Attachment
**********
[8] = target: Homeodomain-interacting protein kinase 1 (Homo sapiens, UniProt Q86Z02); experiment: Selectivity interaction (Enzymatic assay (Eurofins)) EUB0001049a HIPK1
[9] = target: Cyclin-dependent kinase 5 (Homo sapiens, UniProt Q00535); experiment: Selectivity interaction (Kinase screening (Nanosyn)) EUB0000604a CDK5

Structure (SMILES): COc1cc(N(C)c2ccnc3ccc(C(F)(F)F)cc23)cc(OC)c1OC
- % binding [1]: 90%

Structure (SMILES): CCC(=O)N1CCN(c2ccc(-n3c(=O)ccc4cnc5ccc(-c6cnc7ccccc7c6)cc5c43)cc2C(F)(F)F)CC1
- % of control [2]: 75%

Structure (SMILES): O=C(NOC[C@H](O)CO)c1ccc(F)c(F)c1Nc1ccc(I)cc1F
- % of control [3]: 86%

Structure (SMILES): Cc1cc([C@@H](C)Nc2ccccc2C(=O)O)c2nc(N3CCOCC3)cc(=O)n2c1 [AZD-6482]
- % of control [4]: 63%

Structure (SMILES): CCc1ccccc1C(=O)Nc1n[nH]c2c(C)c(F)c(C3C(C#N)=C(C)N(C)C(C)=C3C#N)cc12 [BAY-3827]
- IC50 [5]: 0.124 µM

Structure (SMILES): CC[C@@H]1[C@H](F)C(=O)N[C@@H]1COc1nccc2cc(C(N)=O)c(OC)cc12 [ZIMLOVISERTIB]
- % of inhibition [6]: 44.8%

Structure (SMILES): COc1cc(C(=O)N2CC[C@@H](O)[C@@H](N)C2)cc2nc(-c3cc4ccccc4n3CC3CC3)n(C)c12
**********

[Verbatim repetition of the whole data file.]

[8] = target: Homeodomain-interacting protein kinase 1 (Homo sapiens, UniProt Q86Z02); experiment: Selectivity interaction (Enzymatic assay (Eurofins)) EUB0001049a HIPK1
[9] = target: Cyclin-dependent kinase 5 (Homo sapiens, UniProt Q00535); experiment: Selectivity interaction (Kinase screening (Nanosyn)) EUB0000604a CDK5

Structure (SMILES): COc1cc(N(C)c2ccnc3ccc(C(F)(F)F)cc23)cc(OC)c1OC
- % binding [1]: 90%

Structure (SMILES): CCC(=O)N1CCN(c2ccc(-n3c(=O)ccc4cnc5ccc(-c6cnc7ccccc7c6)cc5c43)cc2C(F)(F)F)CC1
- % of control [2]: 75%

Structure (SMILES): O=C(NOC[C@H](O)CO)c1ccc(F)c(F)c1Nc1ccc(I)cc1F
- % of control [3]: 86%

Structure (SMILES): Cc1cc([C@@H](C)Nc2ccccc2C(=O)O)c2nc(N3CCOCC3)cc(=O)n2c1 [AZD-6482]
- % of control [4]: 63%

Structure (SMILES): CCc1ccccc1C(=O)Nc1n[nH]c2c(C)c(F)c(C3C(C#N)=C(C)N(C)C(C)=C3C#N)cc12 [BAY-3827]
- IC50 [5]: 0.124 µM

Structure (SMILES): CC[C@@H]1[C@H](F)C(=O)N[C@@H]1COc1nccc2cc(C(N)=O)c(OC)cc12 [ZIMLOVISERTIB]
- % of inhibition [6]: 44.8%

Structure (SMILES): COc1cc(C(=O)N2CC[C@@H](O)[C@@H](N)C2)cc2nc(-c3cc4ccccc4n3CC3CC3)n(C)c12